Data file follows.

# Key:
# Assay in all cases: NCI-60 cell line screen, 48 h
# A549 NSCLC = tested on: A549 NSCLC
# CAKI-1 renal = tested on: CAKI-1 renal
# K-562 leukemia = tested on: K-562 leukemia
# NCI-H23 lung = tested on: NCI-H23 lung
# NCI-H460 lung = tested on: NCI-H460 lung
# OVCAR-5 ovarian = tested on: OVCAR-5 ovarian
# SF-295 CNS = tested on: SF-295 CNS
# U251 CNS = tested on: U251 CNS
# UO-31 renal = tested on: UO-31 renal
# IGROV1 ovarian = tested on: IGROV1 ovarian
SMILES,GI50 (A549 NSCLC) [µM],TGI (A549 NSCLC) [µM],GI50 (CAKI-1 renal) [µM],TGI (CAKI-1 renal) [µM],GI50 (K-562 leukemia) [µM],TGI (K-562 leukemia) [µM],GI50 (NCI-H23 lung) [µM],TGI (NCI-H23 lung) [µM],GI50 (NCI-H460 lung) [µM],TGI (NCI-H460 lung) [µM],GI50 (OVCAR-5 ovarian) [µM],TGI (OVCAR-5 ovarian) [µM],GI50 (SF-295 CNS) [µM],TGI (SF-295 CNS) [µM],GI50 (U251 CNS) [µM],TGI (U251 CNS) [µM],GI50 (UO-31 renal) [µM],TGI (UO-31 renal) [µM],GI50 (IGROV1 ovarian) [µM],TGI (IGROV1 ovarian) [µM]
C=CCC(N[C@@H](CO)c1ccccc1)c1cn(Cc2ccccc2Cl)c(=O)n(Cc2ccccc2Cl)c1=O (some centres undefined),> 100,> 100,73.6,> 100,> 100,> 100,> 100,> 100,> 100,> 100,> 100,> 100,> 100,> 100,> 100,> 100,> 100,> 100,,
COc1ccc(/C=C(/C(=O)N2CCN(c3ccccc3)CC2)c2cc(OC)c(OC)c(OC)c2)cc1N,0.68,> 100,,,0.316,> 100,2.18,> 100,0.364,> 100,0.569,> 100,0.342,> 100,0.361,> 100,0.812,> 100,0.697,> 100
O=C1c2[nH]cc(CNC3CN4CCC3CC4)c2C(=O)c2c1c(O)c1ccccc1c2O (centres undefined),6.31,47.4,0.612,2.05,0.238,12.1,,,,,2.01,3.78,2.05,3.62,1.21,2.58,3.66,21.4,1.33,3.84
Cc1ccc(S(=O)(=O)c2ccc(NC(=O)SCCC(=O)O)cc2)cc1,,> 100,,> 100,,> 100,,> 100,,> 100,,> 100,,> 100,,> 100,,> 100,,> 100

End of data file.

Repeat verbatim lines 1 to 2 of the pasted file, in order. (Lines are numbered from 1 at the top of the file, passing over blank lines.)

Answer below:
# Key:
# Assay in all cases: NCI-60 cell line screen, 48 h